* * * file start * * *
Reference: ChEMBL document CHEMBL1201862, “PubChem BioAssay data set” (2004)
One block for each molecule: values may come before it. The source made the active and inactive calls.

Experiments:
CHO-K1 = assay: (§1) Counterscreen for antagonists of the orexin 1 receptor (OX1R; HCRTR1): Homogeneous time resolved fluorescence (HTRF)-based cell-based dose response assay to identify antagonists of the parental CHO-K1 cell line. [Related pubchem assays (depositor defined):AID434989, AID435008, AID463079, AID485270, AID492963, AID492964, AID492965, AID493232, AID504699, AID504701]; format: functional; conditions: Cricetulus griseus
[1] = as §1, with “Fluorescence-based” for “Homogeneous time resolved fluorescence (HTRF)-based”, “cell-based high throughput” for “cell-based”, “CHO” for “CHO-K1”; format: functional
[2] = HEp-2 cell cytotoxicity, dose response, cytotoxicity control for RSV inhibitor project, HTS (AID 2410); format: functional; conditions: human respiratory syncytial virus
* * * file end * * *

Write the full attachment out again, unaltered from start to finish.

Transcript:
Reference: ChEMBL document CHEMBL1201862, “PubChem BioAssay data set” (2004)
One block for each molecule: values may come before it. The source made the active and inactive calls.

Experiments:
CHO-K1 = assay: (§1) Counterscreen for antagonists of the orexin 1 receptor (OX1R; HCRTR1): Homogeneous time resolved fluorescence (HTRF)-based cell-based dose response assay to identify antagonists of the parental CHO-K1 cell line. [Related pubchem assays (depositor defined):AID434989, AID435008, AID463079, AID485270, AID492963, AID492964, AID492965, AID493232, AID504699, AID504701]; format: functional; conditions: Cricetulus griseus
[1] = as §1, with “Fluorescence-based” for “Homogeneous time resolved fluorescence (HTRF)-based”, “cell-based high throughput” for “cell-based”, “CHO” for “CHO-K1”; format: functional
[2] = HEp-2 cell cytotoxicity, dose response, cytotoxicity control for RSV inhibitor project, HTS (AID 2410); format: functional; conditions: human respiratory syncytial virus